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Publication numberUS6196462 B1
Publication typeGrant
Application numberUS 09/309,562
Publication dateMar 6, 2001
Filing dateMay 12, 1999
Priority dateMay 13, 1998
Fee statusLapsed
Also published asDE69938521D1, DE69938521T2, EP0957444A1, EP0957444B1
Publication number09309562, 309562, US 6196462 B1, US 6196462B1, US-B1-6196462, US6196462 B1, US6196462B1
InventorsGerrit Boersma
Original AssigneeScantech B.V.
Export CitationBiBTeX, EndNote, RefMan
External Links: USPTO, USPTO Assignment, Espacenet
Optical device for reading and decoding bars of different reflectivity arranged in accordance with a barcode and adjoining one another
US 6196462 B1
Abstract
Optical device for reading and decoding bars of different reflectivity arranged in accordance with a barcode and adjoining one another, comprising an optical scanning device for scanning the bars by means of a light beam, a sensor for receiving the reflected light beam and the conversion thereof into an electrical sensor output signal, a transition detector for detecting the level transitions in the sensor output signal and a decoding device which decodes the scanned barcode on the basis of the output signals from the transition detector. The transition detector is provided with a comparator and a flipflop connected to the output thereof. The sensor output signal is fed to one of the inputs of the comparator. The output of the flipflop is coupled via at least a number of first integrators to the other input of the comparator. The transition detector also comprises one or more second integrators connected to the output of the flipflop and a device, connected to said second integrators, for determining the positions of the transitions in the barcode.
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Claims(13)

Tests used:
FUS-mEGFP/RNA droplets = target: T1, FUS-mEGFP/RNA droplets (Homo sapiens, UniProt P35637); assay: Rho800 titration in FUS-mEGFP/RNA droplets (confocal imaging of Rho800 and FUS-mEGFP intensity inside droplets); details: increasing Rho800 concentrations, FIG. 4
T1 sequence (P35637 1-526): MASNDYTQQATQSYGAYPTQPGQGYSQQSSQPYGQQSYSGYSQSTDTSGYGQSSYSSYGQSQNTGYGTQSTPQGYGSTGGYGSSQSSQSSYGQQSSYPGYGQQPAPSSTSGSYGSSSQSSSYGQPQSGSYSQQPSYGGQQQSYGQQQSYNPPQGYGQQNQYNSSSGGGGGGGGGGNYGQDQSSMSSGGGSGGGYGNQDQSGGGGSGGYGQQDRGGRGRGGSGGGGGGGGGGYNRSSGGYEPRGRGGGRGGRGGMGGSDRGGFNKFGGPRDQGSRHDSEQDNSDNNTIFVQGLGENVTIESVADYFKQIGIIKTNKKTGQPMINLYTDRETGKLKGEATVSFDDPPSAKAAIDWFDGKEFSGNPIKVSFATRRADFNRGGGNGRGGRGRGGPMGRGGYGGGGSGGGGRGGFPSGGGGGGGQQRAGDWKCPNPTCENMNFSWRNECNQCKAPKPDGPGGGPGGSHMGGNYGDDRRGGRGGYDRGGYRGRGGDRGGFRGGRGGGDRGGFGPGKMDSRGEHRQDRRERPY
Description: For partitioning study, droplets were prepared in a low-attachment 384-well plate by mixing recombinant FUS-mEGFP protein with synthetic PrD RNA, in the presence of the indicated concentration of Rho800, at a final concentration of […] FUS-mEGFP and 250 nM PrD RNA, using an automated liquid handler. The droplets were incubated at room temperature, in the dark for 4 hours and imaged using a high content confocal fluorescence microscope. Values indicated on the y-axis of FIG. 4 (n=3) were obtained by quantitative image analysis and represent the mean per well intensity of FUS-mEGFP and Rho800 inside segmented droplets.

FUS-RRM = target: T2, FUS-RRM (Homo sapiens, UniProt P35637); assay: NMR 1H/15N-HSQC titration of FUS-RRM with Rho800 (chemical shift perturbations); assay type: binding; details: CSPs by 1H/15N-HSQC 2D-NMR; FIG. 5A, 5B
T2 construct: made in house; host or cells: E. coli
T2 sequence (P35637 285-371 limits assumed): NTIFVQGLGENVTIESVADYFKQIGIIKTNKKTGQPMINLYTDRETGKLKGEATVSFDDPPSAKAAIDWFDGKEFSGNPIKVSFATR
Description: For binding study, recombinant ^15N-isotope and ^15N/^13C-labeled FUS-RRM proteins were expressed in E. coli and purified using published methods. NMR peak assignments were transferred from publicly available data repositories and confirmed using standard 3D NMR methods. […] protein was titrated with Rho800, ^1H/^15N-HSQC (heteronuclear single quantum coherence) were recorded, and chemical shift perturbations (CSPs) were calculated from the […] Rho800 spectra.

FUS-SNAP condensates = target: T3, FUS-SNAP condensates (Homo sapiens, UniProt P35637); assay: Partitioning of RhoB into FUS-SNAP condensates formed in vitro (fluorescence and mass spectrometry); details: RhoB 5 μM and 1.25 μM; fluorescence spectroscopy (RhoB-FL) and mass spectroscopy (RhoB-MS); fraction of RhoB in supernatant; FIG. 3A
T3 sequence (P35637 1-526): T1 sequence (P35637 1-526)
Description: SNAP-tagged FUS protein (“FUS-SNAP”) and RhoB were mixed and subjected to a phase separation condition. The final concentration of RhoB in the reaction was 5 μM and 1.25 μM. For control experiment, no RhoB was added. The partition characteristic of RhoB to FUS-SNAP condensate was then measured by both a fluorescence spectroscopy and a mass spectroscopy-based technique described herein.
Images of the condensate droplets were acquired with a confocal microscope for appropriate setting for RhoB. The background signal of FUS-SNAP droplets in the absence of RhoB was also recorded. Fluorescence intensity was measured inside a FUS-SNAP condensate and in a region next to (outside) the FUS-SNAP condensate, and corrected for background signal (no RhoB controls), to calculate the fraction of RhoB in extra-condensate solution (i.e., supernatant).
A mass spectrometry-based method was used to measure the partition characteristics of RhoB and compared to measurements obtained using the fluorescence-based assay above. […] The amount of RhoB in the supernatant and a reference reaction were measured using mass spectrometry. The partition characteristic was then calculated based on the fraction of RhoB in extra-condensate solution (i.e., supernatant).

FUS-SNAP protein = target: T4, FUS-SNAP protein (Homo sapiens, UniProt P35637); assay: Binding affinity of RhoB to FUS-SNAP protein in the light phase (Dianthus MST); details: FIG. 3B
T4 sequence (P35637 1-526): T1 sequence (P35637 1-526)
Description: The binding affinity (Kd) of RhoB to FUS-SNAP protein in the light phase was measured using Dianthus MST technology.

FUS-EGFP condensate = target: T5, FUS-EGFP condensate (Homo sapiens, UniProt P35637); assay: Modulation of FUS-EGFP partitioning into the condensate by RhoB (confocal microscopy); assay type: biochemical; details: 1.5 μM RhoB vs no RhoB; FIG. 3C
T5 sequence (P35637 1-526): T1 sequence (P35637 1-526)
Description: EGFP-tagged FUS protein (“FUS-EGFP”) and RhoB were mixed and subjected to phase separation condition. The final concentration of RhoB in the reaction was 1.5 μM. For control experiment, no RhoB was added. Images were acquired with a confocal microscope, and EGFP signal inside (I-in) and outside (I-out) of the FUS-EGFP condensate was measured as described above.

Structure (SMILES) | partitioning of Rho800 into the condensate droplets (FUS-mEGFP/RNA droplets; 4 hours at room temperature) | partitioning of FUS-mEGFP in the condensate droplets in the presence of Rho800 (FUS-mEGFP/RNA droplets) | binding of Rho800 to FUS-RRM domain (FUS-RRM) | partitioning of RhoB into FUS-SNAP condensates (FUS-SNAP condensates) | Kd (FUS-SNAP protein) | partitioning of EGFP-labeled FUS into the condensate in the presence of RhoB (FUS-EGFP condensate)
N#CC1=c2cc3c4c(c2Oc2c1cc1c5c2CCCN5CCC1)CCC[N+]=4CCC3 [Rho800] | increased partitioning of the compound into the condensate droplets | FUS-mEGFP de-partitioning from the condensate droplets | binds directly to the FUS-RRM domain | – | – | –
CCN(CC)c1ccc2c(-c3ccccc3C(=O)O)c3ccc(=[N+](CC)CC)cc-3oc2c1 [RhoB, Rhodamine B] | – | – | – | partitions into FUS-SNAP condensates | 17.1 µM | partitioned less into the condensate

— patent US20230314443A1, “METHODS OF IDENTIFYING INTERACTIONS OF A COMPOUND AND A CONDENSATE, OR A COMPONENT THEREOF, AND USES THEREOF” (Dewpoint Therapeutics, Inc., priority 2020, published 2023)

What is claimed is:
1. Optical device for reading and decoding bars of different reflectivity arranged in accordance with a barcode and adjoining one another, comprising an optical scanning device for scanning the bars by means of a light beam, a sensor for receiving the reflected light beam and the conversion thereof into an electrical sensor output signal, a transition detector for detecting the level transitions in the sensor output signal and a decoding device which decodes the scanned barcode on the basis of the output signals from the transition detector, characterised in that the transition detector is provided with a comparator (2) and a flipflop (3) connected to the output thereof, the sensor output signal being fed to one of the inputs of the comparator and the output of the flipflop being coupled via one or more first integrators (4) to the other input of the comparator, one or more second integrators (5) connected to the output of the flipflop and a device (6), connected to said second integrators, for determining the positions of the transitions in the barcode.
2. Optical device according to claim 1, characterised in that the second integrators are of digital design.
3. Optical device according to claim 1, characterised in that the number of first integrators is equal to the number of second integrators, a first derivative signal being generated from the ultimate output signal of the second integrators and the positions of the transitions in the barcode being determined from the maxima and minima thereof.
4. Optical device according to claim 1, characterised in that two first integrators and one second integrator are present, the positions of the transitions in the barcode being determined from the maxima and minima of the output signal from the second integrator.
5. Optical device according to claim 1, characterised in that the sensor output signal is fed to the comparator via a first derivative device which generates a first derivative signal from the sensor output signal.